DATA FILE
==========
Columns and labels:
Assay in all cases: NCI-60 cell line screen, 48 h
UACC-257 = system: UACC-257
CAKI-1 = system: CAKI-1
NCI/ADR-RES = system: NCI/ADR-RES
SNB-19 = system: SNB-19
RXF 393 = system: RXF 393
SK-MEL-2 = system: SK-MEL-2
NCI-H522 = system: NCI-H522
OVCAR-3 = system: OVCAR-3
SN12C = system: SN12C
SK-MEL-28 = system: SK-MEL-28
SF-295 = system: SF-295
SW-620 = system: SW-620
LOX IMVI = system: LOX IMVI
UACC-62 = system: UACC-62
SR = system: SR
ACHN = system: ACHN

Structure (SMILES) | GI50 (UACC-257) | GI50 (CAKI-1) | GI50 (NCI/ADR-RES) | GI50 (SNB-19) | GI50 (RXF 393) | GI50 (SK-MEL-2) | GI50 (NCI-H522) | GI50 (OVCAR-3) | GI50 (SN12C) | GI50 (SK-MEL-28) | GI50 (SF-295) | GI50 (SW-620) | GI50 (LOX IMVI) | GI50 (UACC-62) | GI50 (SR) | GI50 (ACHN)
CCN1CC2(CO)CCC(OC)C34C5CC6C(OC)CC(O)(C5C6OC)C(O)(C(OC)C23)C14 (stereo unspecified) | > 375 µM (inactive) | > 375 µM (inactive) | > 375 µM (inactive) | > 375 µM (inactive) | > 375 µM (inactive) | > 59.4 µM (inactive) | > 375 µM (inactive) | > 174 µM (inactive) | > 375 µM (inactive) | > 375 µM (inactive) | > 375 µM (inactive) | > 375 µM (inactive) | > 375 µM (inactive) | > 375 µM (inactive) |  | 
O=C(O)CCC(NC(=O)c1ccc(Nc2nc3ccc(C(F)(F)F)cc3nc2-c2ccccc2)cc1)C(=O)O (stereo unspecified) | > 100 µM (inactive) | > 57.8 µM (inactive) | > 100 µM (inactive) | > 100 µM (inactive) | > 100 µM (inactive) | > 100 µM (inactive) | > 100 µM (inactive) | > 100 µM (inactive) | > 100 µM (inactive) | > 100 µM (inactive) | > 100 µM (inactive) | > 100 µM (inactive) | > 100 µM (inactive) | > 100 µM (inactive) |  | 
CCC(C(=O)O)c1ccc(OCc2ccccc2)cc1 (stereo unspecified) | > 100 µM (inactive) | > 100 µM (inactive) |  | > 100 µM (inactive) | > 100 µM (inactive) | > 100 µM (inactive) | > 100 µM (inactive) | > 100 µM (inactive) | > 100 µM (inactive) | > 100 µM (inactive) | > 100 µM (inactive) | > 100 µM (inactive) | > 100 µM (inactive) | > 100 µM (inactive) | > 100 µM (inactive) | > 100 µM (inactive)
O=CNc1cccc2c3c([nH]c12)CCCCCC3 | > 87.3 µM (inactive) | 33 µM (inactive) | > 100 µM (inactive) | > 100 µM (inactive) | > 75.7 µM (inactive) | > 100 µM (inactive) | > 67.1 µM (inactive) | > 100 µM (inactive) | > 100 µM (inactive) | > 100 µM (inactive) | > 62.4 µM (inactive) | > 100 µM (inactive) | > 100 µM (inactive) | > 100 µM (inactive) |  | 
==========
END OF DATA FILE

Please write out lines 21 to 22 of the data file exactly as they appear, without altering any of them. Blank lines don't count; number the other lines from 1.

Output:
O=C(O)CCC(NC(=O)c1ccc(Nc2nc3ccc(C(F)(F)F)cc3nc2-c2ccccc2)cc1)C(=O)O (stereo unspecified) | > 100 µM (inactive) | > 57.8 µM (inactive) | > 100 µM (inactive) | > 100 µM (inactive) | > 100 µM (inactive) | > 100 µM (inactive) | > 100 µM (inactive) | > 100 µM (inactive) | > 100 µM (inactive) | > 100 µM (inactive) | > 100 µM (inactive) | > 100 µM (inactive) | > 100 µM (inactive) | > 100 µM (inactive) |  | 
CCC(C(=O)O)c1ccc(OCc2ccccc2)cc1 (stereo unspecified) | > 100 µM (inactive) | > 100 µM (inactive) |  | > 100 µM (inactive) | > 100 µM (inactive) | > 100 µM (inactive) | > 100 µM (inactive) | > 100 µM (inactive) | > 100 µM (inactive) | > 100 µM (inactive) | > 100 µM (inactive) | > 100 µM (inactive) | > 100 µM (inactive) | > 100 µM (inactive) | > 100 µM (inactive) | > 100 µM (inactive)